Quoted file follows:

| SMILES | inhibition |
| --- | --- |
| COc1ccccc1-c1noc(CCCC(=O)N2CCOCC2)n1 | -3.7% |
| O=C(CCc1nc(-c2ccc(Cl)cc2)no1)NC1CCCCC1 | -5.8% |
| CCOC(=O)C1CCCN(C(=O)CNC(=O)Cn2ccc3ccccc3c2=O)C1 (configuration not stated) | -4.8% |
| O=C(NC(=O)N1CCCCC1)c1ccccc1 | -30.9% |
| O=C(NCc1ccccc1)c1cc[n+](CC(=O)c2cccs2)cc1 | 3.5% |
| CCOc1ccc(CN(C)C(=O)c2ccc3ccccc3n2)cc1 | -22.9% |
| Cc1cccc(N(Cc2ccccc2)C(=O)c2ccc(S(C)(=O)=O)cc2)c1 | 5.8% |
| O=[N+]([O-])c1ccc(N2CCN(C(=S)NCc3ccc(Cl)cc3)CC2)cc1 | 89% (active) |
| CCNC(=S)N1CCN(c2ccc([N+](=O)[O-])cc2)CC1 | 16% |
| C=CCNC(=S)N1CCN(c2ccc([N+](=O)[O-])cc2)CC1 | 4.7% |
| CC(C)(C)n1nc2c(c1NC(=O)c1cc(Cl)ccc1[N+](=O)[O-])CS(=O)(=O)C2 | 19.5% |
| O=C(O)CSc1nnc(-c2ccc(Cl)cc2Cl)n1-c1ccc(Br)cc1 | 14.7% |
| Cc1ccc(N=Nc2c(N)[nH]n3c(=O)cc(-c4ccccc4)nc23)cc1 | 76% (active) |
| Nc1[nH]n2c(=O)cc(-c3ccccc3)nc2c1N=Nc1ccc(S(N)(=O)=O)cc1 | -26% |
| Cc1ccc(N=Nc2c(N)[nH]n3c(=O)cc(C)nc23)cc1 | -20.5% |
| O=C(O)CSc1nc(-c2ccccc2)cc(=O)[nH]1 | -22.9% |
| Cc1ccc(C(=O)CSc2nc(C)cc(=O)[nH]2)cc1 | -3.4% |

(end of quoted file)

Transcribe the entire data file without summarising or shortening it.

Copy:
| SMILES | inhibition |
| --- | --- |
| COc1ccccc1-c1noc(CCCC(=O)N2CCOCC2)n1 | -3.7% |
| O=C(CCc1nc(-c2ccc(Cl)cc2)no1)NC1CCCCC1 | -5.8% |
| CCOC(=O)C1CCCN(C(=O)CNC(=O)Cn2ccc3ccccc3c2=O)C1 (configuration not stated) | -4.8% |
| O=C(NC(=O)N1CCCCC1)c1ccccc1 | -30.9% |
| O=C(NCc1ccccc1)c1cc[n+](CC(=O)c2cccs2)cc1 | 3.5% |
| CCOc1ccc(CN(C)C(=O)c2ccc3ccccc3n2)cc1 | -22.9% |
| Cc1cccc(N(Cc2ccccc2)C(=O)c2ccc(S(C)(=O)=O)cc2)c1 | 5.8% |
| O=[N+]([O-])c1ccc(N2CCN(C(=S)NCc3ccc(Cl)cc3)CC2)cc1 | 89% (active) |
| CCNC(=S)N1CCN(c2ccc([N+](=O)[O-])cc2)CC1 | 16% |
| C=CCNC(=S)N1CCN(c2ccc([N+](=O)[O-])cc2)CC1 | 4.7% |
| CC(C)(C)n1nc2c(c1NC(=O)c1cc(Cl)ccc1[N+](=O)[O-])CS(=O)(=O)C2 | 19.5% |
| O=C(O)CSc1nnc(-c2ccc(Cl)cc2Cl)n1-c1ccc(Br)cc1 | 14.7% |
| Cc1ccc(N=Nc2c(N)[nH]n3c(=O)cc(-c4ccccc4)nc23)cc1 | 76% (active) |
| Nc1[nH]n2c(=O)cc(-c3ccccc3)nc2c1N=Nc1ccc(S(N)(=O)=O)cc1 | -26% |
| Cc1ccc(N=Nc2c(N)[nH]n3c(=O)cc(C)nc23)cc1 | -20.5% |
| O=C(O)CSc1nc(-c2ccccc2)cc(=O)[nH]1 | -22.9% |
| Cc1ccc(C(=O)CSc2nc(C)cc(=O)[nH]2)cc1 | -3.4% |